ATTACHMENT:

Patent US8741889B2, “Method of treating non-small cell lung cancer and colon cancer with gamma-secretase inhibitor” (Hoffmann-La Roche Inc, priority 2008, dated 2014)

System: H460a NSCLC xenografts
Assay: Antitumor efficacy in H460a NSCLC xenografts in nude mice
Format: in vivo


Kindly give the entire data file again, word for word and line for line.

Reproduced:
Patent US8741889B2, “Method of treating non-small cell lung cancer and colon cancer with gamma-secretase inhibitor” (Hoffmann-La Roche Inc, priority 2008, dated 2014)

System: H460a NSCLC xenografts
Assay: Antitumor efficacy in H460a NSCLC xenografts in nude mice
Format: in vivo